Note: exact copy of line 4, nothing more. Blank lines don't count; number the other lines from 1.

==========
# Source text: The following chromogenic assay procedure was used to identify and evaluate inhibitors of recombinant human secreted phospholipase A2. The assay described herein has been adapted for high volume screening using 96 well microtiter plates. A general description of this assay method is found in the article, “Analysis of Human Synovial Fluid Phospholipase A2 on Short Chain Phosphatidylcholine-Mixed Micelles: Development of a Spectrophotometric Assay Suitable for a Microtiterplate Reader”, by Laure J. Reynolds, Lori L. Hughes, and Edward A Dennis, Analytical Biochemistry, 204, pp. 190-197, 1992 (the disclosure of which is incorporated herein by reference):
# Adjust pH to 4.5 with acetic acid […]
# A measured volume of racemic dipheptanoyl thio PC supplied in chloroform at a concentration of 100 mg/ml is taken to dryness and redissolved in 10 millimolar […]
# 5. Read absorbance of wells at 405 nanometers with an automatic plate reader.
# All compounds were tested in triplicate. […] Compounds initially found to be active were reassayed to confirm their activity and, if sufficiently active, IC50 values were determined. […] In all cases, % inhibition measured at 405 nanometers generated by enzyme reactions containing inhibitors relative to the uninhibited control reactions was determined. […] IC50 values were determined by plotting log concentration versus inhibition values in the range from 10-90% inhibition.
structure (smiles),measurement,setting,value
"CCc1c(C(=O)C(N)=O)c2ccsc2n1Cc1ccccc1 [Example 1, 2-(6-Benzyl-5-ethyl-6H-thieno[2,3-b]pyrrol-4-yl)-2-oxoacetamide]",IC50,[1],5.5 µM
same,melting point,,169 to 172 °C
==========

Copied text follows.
# 5. Read absorbance of wells at 405 nanometers with an automatic plate reader.